As with most reboots, Fantastic Four is an origin film, we see how all the main players get their powers and how it changes their lives. One should point out, no one asked for these powers, like Spider-man this is caused by an accident. This is a really interesting set up because you didn’t get to choose, the powers get thrust upon you and you have to decide how to react. But here we come across the first stumbling block of the film, lazy writing. This film is full of clichés, (Spoilers Ahead: Jump To The Next Paragraph If You Wish To Avoid), like how one character constantly argues with their father only to regret it later, seriously, if you have to declare “I’m an adult now” during a middle of a temper tantrum, you’re not an adult. Then we also we have the two characters are presented to be best friends, then enemies, then best friends again … because of the story. Also, good writers can foreshadow future events or give little winks to the audience who know what’s coming (see King Joffery’s Crossbow), bad writers literally go in the first 5 minutes of a character’s introduction “wow you’re like Dr Doom”. Also, while I am always ok with an adaption changing something from its source material to make it work, if it improves the adaption, or makes it work in a new medium, some of the changes (which come down to the core of the relationship between the FF and the world) feel forced and unnecessary, bar for the need to add tension for no suitable reason.
The casting also is a bit of a problem, they cast the film way too young, Julian McMahon may have been overly theatrical with his performance of Dr Doom in the 2005 film, but at least he had some gravitas behind his performance rather than whiny angst. Now, in this case, I don’t blame the actors because you can see some of them are really trying, but whether through the script, or the directing or the editing it just falls flat. Out of all the cast Miles Teller (Reed Richards/ Mr Fantastic) and Jamie Bell (Ben Grimm/ The Thing) work the best, however, the way they frame Kate Mara’s (Sue Storm/ The Invisible Women) performance makes it almost feels like an afterthought that they added in, and Michael B. Jordan has all the bluster of the Human Torch, but with none of his charm.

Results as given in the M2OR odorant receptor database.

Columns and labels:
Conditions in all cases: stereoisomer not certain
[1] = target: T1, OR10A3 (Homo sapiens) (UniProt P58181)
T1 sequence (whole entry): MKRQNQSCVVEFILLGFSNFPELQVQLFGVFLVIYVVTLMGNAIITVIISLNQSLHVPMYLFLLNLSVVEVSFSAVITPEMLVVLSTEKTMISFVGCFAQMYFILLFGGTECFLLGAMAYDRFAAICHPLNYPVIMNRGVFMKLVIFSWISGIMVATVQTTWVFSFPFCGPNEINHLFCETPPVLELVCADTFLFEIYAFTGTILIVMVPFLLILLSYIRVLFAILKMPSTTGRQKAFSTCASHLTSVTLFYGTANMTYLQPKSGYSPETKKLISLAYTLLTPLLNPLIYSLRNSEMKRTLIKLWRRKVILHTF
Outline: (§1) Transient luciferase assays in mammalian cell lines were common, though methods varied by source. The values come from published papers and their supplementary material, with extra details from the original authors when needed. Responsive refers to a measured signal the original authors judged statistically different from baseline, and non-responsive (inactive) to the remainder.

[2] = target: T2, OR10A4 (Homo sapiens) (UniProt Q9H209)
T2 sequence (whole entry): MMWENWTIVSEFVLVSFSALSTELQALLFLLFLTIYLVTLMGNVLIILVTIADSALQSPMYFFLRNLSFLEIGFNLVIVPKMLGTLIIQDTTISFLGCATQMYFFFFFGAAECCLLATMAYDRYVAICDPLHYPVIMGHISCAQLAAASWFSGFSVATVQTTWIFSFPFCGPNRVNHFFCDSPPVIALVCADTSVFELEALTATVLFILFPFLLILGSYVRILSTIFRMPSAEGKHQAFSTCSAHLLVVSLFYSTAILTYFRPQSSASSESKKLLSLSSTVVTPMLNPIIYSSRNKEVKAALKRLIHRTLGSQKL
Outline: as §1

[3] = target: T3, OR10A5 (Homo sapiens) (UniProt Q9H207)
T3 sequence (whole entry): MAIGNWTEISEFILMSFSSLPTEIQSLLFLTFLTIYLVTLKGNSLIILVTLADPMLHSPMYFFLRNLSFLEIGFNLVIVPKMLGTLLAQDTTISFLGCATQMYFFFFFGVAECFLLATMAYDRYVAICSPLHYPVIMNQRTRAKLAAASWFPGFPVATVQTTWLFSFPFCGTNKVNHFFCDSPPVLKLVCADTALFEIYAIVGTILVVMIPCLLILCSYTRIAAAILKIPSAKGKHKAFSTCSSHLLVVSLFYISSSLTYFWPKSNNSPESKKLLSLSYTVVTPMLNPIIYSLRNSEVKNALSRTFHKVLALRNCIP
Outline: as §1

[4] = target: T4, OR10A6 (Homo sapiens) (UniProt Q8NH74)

This film is so bad that the trailers for the film are edited in a way that gives the impression that the film is going to be a much more action focused global film when nothing could be further than the truth. At best it is misleading and worst it is simply lying to a potential audience. There is a simple reason for that, the films pacing is really slow at the start and never really ramps up until it hits a sudden unsatisfactory climax, and then just kind of ends with this sort of staging for the sequel, which I doubt is a done deal atm and also reinforces how uneventful the rest of the film has been.
Now it is not all bad, some of the effect are really amazing and given you have Weta Digital on the payroll that should come to no surprise, it is just a pity that you don’t see more of it.
There is much more I could say but I think at this point you can get the general feeling I have for this film, in the end, Fantastic Four, I’m not really upset with you, I’m just disappointed.
(warning: the trailer is edited in such a way to give an impression that this is a action film, nothing could be further from the truth)
Directed by – Josh Trank Screenplay by – Jeremy Slater, Simon Kinberg & Josh Trank Based on – ‘Fantastic Four’ by Stan Lee & Jack Kirby Starring – Miles Teller, Michael B. Jordan, Kate Mara, Jamie Bell, Toby Kebbell, Reg E. Cathey & Tim Blake Nelson Rating – Australia: M; Canada: PG; Ireland: 12A; NZ: M; UK: 12A; USA: PG-13